Rants and Riffs: Installment #4–Tips for failure

So, here I am and I am clearly in need of a new look for drafts in MacJournal…

There—that’s better. Charter Roman…I like it.

Giving in to meaningless font-focused distractions prompts me to share a few more tips on how to fail at this writing thing.

1. Have a dog. For a less-fettered path to failure, get one with a clear opinion of his superiority over any digital device.

dog with chin resting on iPad mini

2. Live in a locale with great weather. That sun just pulls me away, with each wavelength of radiant flux** reminding me that: A. I need vitamin D B. camping out in front of a screen is a waste of valuable daylight.

3. Own a DVR. But if you ARE going to sit in front of a screen and waste valuable daylight, you might as well be catching up on [insert favorite cable series here].

4. Keep your most valuable insights and creations on a plethora of notebooks scattered throughout the universe.

These aren't strewn throughout the house, but you get the idea.
piles of notebooks

5. Nurture a lifelong interest in sports. [Diabolical ESPN.com opens on its own, I swear.] Checking for croquet updates is thus inevitable, followed by an all-too-convenient point-and-click side trip to your favorite croqueter’s profile.

**Another tip for failure: Find it imperative to research how sunlight is measure.

Writing prompt: “it was…weird.”

'it was...weird' silkscreen on shirt
When he walked into the room, his shirt was pure black. When he walked out 30 seconds later…

Write 100 words [or more] on what you the observer viewed as the person exited the building and any hints as to what went on inside the mysterious room.

Have fun with it.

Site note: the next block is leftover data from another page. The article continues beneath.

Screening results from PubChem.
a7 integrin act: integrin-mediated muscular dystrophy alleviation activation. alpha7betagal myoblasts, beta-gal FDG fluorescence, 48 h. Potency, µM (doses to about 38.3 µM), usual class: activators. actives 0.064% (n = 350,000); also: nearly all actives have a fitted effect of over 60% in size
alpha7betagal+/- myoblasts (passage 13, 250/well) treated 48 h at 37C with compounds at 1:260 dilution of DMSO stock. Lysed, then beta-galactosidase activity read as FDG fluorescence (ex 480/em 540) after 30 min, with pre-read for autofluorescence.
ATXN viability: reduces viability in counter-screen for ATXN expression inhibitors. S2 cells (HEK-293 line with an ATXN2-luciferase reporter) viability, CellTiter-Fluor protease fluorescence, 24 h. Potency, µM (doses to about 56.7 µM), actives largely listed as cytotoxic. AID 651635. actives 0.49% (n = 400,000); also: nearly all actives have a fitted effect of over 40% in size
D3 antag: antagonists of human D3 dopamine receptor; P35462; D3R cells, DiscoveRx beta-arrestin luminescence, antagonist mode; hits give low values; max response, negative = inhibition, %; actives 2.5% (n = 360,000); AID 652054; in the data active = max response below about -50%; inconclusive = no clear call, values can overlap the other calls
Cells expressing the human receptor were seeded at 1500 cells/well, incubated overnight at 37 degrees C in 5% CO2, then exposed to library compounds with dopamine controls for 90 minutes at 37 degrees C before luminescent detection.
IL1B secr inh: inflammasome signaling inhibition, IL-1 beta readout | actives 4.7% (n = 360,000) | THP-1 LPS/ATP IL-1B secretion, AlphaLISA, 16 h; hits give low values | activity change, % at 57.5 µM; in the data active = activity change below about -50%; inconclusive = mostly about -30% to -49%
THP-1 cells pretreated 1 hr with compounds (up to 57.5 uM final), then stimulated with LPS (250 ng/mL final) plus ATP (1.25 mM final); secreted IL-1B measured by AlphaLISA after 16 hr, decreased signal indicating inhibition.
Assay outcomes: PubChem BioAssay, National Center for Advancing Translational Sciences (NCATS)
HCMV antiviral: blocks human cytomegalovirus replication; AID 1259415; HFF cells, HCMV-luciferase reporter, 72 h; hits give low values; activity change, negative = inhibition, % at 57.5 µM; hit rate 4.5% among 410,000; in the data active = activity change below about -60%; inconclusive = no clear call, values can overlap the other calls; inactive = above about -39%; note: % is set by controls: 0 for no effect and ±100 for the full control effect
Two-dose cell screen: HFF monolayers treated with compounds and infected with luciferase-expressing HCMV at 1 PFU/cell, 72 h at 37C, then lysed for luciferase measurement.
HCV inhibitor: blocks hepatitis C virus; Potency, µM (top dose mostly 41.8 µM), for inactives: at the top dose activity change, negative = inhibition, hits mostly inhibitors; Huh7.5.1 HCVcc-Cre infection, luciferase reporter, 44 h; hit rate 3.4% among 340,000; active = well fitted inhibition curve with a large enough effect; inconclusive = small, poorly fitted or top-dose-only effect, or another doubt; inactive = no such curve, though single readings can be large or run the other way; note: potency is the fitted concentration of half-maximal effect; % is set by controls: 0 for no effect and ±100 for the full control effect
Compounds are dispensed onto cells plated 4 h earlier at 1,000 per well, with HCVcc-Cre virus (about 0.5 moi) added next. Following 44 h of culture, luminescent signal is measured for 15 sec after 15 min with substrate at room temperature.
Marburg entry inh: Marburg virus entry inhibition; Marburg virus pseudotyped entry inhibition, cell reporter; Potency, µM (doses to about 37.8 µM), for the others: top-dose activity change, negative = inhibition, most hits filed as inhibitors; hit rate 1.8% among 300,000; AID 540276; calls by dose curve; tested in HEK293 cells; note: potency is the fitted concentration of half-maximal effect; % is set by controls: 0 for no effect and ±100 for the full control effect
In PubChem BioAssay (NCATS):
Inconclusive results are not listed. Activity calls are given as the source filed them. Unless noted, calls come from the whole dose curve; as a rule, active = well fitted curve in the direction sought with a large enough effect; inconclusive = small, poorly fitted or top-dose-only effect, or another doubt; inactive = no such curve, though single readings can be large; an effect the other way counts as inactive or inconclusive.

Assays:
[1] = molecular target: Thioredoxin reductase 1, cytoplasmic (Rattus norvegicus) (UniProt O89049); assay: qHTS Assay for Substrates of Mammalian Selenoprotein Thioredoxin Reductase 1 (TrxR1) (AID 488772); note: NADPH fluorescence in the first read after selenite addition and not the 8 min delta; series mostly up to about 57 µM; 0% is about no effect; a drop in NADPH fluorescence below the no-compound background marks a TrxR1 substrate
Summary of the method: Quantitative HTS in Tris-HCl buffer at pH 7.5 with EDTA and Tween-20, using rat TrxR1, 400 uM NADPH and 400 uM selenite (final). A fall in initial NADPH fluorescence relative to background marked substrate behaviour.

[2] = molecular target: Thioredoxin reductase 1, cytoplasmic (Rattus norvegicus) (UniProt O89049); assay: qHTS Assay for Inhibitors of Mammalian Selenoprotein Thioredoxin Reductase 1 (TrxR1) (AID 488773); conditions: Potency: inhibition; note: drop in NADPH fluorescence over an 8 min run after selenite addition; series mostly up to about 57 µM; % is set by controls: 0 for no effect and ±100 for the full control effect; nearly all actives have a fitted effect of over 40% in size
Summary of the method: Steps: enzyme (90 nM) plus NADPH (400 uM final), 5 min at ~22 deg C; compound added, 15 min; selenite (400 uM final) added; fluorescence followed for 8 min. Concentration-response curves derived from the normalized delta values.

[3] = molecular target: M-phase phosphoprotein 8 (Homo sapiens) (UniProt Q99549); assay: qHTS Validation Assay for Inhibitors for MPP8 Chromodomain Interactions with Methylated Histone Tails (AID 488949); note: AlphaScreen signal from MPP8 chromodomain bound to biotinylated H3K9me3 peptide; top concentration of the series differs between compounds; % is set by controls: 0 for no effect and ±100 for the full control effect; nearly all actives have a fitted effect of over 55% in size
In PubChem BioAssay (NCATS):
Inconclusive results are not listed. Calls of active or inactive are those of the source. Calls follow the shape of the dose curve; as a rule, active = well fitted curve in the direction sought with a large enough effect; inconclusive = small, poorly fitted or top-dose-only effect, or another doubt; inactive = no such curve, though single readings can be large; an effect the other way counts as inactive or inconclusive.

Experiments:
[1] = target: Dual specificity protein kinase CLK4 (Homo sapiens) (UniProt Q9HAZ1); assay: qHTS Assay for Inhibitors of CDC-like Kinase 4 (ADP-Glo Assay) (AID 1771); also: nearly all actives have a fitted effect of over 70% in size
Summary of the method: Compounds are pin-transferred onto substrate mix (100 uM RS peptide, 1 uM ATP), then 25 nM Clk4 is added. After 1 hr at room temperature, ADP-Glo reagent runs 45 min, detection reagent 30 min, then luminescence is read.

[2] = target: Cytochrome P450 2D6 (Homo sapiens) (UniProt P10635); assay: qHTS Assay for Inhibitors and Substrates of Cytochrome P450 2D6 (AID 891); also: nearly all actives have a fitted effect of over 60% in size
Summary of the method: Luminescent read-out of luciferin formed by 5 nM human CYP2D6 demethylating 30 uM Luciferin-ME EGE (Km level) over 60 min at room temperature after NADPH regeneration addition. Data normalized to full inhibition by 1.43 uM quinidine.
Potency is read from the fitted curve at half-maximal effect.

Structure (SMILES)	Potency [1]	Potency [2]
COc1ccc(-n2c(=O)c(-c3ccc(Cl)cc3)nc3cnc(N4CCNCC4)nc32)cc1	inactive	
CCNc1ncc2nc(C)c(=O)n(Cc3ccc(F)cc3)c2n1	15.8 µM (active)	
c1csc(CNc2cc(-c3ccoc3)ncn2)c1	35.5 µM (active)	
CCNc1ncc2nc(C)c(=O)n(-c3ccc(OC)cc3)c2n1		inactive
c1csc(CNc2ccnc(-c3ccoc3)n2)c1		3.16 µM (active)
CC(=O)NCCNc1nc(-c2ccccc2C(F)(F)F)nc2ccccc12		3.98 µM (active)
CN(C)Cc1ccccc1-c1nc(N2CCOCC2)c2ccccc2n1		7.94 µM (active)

• Did it happen in the White House? A doctor’s office? A room at the IRS?

  • Who are ‘you’? Who is the ‘he’?

Rants and Riffs: Installment #3

cinnamon roll
This one stands on its own, but a thick layer of vanilla/cream cheese frosting wouldn’t hurt.

Today’s topic: Cinnamon rolls.

Come on folks, if there isn’t a roiling ooze of brown sugar, melted butter, and cinnamon the second the knife presses into the roll, it ain’t a cinnamon roll.

Want one with frosting? How about powdered sugar/cream cheese mortar? Something that requires the slathering skills of a professional mason. And yes, paying the guy’s union rate is worth it.

My cardiologist awaits…

I should be writing. Instead…comfort food.

chicken and dumplings
So, can you overcook dumplings? Not a question that’s ever entered my mind…until yesterday.

It’s been years since I’ve made chicken and dumplings, but I wanted something different from the rotisserie birdzilla I bought at Costco.

And that something was comfort.

The tablespoon of bacon grease that mysteriously found its way into the broth didn’t hurt.

Nor did the half-glass of Sauvignon Blanc.

Prior to that…a little pepper, thyme, a good dose of Trader Joe’s 21 Seasoning Salute, and some dehydrated garlic joined the sauteeing onions, celery, carrots, and potatoes for a little blooming.

After that, I added the chicken cubes, gave it 20 minutes and completed final steps for the dumplings.

They needed seasoning, so out trotted L to the garden for some chives. She was, of course, escorted by the ever productive Buddy.black dog on his back on the lawnI slapped–okay, I was gentler than that–the dough on the broth/chicken/veggie concoction [let’s just call it ‘soup’]. This recipe called for just five minutes of cooking time. Hoping a longer dip in the soup would enhance the flavor, I gave them 20 minutes and they were just fine. We both enjoyed how those skimpy balls o’ dough puffed into substantial orbs of comfort.

Ruminations from the kitchen:

  • I marvel at how I repeatedly tempt the cruel nature of gravity by plopping food-filled bowls and plasticware just off the edge of the counter.
  • I still maintain that food tasted straight from the pan rates higher than eaten from a plate.
  • Want to make a racket in the kitchen? Just try being quiet. Seriously, every time I saunter out in the morning for a silent early exit, I inevitably bump one glass container in the fridge into another, ram my elbow into the coffee maker, and pull a glass from the drainer, setting off a chain reaction of tumbling mugs and dishes.